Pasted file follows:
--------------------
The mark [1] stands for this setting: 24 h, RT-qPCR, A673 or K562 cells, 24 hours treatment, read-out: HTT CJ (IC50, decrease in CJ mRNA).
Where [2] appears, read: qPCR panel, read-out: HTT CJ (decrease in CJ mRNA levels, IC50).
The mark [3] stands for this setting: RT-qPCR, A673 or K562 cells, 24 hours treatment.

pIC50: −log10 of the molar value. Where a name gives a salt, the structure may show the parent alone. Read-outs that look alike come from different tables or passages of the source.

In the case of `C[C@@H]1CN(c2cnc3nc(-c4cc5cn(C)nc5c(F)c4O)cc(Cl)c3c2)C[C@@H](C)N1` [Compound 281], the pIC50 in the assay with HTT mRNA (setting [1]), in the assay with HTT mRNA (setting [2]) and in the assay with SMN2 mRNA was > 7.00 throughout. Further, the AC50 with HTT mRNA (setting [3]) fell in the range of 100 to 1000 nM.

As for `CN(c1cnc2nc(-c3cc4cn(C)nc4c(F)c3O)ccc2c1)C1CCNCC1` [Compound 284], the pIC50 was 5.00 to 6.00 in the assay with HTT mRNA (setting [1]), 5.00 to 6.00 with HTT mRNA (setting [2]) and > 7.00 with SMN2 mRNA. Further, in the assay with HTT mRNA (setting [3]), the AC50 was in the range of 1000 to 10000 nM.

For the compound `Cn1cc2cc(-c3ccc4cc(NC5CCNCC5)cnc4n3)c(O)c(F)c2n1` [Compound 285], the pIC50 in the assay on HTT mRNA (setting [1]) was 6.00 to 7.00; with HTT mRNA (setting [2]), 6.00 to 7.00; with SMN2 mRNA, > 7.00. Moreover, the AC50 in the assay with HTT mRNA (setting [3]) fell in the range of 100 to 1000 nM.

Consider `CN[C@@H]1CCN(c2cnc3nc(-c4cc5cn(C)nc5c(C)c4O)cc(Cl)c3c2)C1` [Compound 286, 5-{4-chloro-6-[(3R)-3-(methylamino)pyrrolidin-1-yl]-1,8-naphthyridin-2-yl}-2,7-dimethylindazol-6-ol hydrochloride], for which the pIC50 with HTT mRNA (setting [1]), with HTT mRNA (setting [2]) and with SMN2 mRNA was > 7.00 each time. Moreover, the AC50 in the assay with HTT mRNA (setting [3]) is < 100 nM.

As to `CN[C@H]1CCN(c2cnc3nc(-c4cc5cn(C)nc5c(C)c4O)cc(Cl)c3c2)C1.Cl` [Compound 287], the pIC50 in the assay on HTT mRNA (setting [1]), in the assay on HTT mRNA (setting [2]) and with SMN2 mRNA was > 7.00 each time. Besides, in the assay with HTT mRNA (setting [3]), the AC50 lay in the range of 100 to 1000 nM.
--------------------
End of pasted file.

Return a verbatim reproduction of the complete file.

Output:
The mark [1] stands for this setting: 24 h, RT-qPCR, A673 or K562 cells, 24 hours treatment, read-out: HTT CJ (IC50, decrease in CJ mRNA).
Where [2] appears, read: qPCR panel, read-out: HTT CJ (decrease in CJ mRNA levels, IC50).
The mark [3] stands for this setting: RT-qPCR, A673 or K562 cells, 24 hours treatment.

pIC50: −log10 of the molar value. Where a name gives a salt, the structure may show the parent alone. Read-outs that look alike come from different tables or passages of the source.

In the case of `C[C@@H]1CN(c2cnc3nc(-c4cc5cn(C)nc5c(F)c4O)cc(Cl)c3c2)C[C@@H](C)N1` [Compound 281], the pIC50 in the assay with HTT mRNA (setting [1]), in the assay with HTT mRNA (setting [2]) and in the assay with SMN2 mRNA was > 7.00 throughout. Further, the AC50 with HTT mRNA (setting [3]) fell in the range of 100 to 1000 nM.

As for `CN(c1cnc2nc(-c3cc4cn(C)nc4c(F)c3O)ccc2c1)C1CCNCC1` [Compound 284], the pIC50 was 5.00 to 6.00 in the assay with HTT mRNA (setting [1]), 5.00 to 6.00 with HTT mRNA (setting [2]) and > 7.00 with SMN2 mRNA. Further, in the assay with HTT mRNA (setting [3]), the AC50 was in the range of 1000 to 10000 nM.

For the compound `Cn1cc2cc(-c3ccc4cc(NC5CCNCC5)cnc4n3)c(O)c(F)c2n1` [Compound 285], the pIC50 in the assay on HTT mRNA (setting [1]) was 6.00 to 7.00; with HTT mRNA (setting [2]), 6.00 to 7.00; with SMN2 mRNA, > 7.00. Moreover, the AC50 in the assay with HTT mRNA (setting [3]) fell in the range of 100 to 1000 nM.

Consider `CN[C@@H]1CCN(c2cnc3nc(-c4cc5cn(C)nc5c(C)c4O)cc(Cl)c3c2)C1` [Compound 286, 5-{4-chloro-6-[(3R)-3-(methylamino)pyrrolidin-1-yl]-1,8-naphthyridin-2-yl}-2,7-dimethylindazol-6-ol hydrochloride], for which the pIC50 with HTT mRNA (setting [1]), with HTT mRNA (setting [2]) and with SMN2 mRNA was > 7.00 each time. Moreover, the AC50 in the assay with HTT mRNA (setting [3]) is < 100 nM.

As to `CN[C@H]1CCN(c2cnc3nc(-c4cc5cn(C)nc5c(C)c4O)cc(Cl)c3c2)C1.Cl` [Compound 287], the pIC50 in the assay on HTT mRNA (setting [1]), in the assay on HTT mRNA (setting [2]) and with SMN2 mRNA was > 7.00 each time. Besides, in the assay with HTT mRNA (setting [3]), the AC50 lay in the range of 100 to 1000 nM.